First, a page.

For International Women's Day, Brookings Institution researcher Ian Hathaway took a look at the gender gap in venture capital financing.
The gap is wide -- in 2017, just 16 percent of venture money went to startups led by women -- but Hathaway found a lot of regional variation.
For the years 2016 and 2017, women-led firms represented 58 percent of startups getting their first financing in Ann Arbor, Mich., but got no venture money in San Antonio, Texas, and just 2 percent in Atlanta.
In St. Louis, 38 startups got their first venture capital in those two years and 13 of them were led by women. That proportion, 38 percent, ranked fifth among the 50 biggest U.S. metro areas.
St. Louis didn't do as well over a longer period from 2005 to 2017. Over those 13 years, 29 of 181 funded startups were led by women. That's 16 percent, which was identical to the national average.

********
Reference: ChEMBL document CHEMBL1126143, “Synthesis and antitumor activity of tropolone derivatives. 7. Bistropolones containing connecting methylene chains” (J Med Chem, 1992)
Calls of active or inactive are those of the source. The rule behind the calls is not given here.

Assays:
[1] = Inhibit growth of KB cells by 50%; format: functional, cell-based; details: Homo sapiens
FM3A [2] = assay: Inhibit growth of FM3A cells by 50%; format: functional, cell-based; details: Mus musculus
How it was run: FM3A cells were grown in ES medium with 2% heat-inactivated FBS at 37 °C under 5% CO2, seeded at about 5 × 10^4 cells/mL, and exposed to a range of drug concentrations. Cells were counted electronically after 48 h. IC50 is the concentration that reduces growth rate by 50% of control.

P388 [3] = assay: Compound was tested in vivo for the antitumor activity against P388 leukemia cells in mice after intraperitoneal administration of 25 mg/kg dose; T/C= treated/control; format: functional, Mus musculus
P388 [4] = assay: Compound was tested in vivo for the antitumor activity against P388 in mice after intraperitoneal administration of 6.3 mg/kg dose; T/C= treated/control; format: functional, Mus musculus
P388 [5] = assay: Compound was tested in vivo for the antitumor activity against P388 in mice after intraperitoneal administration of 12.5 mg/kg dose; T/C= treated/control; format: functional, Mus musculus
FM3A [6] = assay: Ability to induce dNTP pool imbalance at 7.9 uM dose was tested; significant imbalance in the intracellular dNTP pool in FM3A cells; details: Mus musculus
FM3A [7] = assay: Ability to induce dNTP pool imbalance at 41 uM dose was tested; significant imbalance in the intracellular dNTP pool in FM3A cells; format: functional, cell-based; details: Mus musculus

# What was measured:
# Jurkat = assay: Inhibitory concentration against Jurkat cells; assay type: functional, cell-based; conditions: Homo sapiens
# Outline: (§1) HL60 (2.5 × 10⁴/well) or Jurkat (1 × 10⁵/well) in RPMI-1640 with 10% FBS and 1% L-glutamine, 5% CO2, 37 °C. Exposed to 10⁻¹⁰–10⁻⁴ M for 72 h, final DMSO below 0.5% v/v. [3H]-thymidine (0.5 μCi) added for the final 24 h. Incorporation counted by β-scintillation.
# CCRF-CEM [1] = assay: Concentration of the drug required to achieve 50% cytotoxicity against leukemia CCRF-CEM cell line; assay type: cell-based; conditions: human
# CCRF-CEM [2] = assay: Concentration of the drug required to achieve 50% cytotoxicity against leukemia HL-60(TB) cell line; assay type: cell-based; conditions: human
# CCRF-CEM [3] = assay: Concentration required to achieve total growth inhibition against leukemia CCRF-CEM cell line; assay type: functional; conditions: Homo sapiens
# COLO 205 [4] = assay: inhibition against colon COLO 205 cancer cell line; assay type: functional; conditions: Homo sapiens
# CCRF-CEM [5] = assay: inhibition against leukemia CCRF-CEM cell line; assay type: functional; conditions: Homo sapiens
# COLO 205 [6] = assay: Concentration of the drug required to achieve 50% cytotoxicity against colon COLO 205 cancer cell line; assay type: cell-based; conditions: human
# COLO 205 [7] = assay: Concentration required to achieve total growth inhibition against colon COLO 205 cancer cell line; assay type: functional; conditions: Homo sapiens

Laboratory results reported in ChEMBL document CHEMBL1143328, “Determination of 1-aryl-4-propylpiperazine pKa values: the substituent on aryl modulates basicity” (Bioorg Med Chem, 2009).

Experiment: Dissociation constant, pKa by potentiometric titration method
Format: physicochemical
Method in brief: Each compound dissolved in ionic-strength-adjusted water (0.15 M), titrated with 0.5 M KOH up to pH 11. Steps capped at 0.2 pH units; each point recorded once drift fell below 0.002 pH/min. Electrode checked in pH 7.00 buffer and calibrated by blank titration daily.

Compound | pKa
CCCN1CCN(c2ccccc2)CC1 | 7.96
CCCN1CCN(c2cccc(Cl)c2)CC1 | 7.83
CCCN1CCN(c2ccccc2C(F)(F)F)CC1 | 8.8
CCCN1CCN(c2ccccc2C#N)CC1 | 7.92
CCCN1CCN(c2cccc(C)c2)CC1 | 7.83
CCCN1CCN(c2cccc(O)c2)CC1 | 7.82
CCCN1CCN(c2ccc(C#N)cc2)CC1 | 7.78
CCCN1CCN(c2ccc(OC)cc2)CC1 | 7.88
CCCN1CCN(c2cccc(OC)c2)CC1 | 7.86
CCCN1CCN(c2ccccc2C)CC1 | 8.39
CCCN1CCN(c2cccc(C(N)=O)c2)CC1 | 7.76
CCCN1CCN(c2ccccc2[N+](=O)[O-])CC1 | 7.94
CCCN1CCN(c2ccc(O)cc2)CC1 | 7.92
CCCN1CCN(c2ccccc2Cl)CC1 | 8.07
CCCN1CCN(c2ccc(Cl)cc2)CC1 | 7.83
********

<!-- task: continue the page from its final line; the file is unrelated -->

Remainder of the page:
Hathaway found that the women-led startups tend to do better in areas where Hillary Clinton got a larger percentage of the presidential vote in 2016. Women also got more funding in areas with the fastest-growing startup scenes.
"This may suggest that faster growing regions, large and small, are either less saddled by the legacy of male dominated venture capital and segments of the information technology sector, or that growth is increasingly being driven by cities that are more welcome to female founders," Hathaway writes.